November 16, 2023 – When looking at the old fishing hole or stock tank, if there’s a thick mat of bubbly yellow-green substance floating on the surface of the pond, or the pond appears to be colored bright green, blue-green, or sometimes even red, then there may be an algae problem. Algae overgrowth is one of the most common issues plaguing pond owners.
The first step to effective algae management is to understand what type of algae resides in the pond. There are three different types of algae commonly found in farm ponds and small lakes: planktonic algae, filamentous algae, and macroalgae.
PLANKTONIC ALGAE (THE GOOD) Planktonic algae are the microscopic, single-celled, and free-floating algae that exist in the top few feet of a pond or lake where the sunlight penetrates. This type of algae is what gives the water a green coloration, a plant mass does not have to be visible. Planktonic algae are normal and are in fact desirable, because they are essential to the pond’s food chain. Planktonic algae (phytoplankton) provide food for the microscopic animals (zooplankton) that are eaten by fish fry, baitfish, and other pond inhabitants, which ultimately support a larger fish population. They display seasonal abundance, with explosions of growth called ‘blooms’ in the spring or summer that often change the color of the pond. Planktonic algae are also important in oxygenation of the pond as they photosynthesize during the day creating oxygen as a byproduct. Rapid die-off due to algaecide treatments or natural degradation of algal blooms can lead to oxygen depletion and fish kills in Quick Fact: In some cases planktonic algae (more specifically, protists of the genus Euglena) can turn from green to red in the pond.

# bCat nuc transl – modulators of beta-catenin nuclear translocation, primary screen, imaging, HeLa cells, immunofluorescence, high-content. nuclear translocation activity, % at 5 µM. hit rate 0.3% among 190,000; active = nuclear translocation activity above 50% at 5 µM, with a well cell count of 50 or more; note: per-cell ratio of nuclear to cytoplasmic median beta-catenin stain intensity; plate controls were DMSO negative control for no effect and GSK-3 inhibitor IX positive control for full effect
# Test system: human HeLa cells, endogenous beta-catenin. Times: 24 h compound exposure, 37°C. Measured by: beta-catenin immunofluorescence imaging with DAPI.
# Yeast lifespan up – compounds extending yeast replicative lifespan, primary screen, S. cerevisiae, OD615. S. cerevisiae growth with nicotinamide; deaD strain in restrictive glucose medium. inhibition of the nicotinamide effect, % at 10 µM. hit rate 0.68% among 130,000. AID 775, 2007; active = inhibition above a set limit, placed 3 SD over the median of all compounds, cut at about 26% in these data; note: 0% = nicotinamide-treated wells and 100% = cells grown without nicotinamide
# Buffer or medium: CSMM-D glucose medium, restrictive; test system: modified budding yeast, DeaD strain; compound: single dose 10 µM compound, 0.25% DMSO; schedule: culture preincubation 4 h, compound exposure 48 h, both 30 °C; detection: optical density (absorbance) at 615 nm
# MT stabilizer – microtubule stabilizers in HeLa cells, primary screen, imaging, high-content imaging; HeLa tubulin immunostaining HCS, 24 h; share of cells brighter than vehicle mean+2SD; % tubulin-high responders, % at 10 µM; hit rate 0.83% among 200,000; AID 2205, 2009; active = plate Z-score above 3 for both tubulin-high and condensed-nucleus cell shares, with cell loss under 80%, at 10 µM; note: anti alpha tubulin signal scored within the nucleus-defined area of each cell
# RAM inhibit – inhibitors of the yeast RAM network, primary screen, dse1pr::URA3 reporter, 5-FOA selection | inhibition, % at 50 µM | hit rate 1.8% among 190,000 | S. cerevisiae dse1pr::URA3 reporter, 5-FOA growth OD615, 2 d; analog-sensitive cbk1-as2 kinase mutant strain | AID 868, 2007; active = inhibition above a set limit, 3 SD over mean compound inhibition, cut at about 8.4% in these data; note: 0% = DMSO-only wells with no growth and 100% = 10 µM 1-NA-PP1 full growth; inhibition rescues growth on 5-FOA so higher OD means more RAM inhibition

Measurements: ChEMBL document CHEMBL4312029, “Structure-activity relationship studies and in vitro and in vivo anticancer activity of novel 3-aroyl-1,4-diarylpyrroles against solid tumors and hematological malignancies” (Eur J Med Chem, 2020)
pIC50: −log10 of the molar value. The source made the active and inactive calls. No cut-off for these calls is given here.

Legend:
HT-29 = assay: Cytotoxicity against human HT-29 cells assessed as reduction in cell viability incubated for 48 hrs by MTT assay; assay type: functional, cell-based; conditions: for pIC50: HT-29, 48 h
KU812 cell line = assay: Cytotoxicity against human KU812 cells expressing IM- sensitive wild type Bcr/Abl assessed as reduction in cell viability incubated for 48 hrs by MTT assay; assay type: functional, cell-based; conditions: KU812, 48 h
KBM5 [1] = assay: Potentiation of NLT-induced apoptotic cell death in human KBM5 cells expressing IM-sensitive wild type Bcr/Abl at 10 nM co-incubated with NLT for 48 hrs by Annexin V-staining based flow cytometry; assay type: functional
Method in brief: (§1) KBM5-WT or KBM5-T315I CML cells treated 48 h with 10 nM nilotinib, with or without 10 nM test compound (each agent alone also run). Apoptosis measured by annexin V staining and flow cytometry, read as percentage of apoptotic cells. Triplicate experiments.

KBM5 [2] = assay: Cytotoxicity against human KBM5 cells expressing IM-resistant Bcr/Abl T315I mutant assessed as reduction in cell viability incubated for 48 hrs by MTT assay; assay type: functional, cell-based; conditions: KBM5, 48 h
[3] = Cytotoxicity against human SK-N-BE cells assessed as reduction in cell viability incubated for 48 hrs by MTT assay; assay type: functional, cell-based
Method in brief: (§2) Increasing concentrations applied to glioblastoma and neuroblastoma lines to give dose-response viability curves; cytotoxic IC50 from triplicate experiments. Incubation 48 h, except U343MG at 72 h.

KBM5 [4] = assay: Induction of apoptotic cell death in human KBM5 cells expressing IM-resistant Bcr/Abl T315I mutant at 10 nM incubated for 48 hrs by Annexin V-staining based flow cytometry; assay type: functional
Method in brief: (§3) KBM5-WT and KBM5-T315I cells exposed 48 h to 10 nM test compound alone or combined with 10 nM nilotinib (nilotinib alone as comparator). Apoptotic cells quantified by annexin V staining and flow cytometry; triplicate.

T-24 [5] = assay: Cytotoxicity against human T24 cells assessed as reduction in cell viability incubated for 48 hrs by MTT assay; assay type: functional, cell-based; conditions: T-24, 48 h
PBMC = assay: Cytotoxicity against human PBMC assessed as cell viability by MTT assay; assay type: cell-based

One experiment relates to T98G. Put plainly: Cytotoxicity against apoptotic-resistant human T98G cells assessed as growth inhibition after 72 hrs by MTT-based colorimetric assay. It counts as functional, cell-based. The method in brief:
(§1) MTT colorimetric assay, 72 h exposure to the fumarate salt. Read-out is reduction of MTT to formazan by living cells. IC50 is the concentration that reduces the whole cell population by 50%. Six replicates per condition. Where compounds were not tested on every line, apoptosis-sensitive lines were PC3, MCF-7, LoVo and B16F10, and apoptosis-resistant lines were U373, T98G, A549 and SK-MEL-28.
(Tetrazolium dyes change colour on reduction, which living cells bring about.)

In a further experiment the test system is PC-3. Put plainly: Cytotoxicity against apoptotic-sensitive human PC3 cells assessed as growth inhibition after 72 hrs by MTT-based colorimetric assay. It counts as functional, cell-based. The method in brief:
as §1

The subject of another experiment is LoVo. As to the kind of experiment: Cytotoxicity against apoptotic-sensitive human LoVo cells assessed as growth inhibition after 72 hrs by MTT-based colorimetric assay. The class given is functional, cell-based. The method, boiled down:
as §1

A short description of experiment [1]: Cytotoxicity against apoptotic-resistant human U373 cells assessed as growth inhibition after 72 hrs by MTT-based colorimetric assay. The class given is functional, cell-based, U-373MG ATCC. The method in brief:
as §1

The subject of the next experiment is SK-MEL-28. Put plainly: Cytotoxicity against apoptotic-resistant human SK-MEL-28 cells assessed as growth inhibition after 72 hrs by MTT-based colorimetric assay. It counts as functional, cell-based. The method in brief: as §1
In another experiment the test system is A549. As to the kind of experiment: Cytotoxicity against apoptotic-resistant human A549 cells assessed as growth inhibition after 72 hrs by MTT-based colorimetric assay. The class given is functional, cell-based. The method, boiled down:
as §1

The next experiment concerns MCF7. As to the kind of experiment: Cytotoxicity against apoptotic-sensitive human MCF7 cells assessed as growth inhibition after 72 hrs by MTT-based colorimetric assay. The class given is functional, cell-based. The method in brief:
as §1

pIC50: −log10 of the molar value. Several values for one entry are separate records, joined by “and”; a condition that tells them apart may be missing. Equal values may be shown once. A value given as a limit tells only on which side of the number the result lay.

Quick Facts: The quickest way to treat algae in ponds is with copper based algaecides such as chelated copper complexes or copper sulfate. However, integrated management practices are the most effective way to manage algae in ponds and prevent it from quickly returning after an algaecide treatment.
A combination of the following typically produces more effective, long term algae control: aeration; creating a 10’ to 20’ buffer zone around the pond with taller vegetation to filter excess nutrients; decreasing the amount of fertilizer used on lawns and forage fields near the pond; preventing livestock from defecating in or near the pond; locating septic fields far away from ponds; deepening the edges to a slope of 2:1 decline; or a chemical treatment followed by a fertilization program for the good planktonic algae in the pond.
For more information on this or any other agricultural or natural resources topic please contact the Hopkins County Extension Office at 903-885-3443 or email me at [email protected].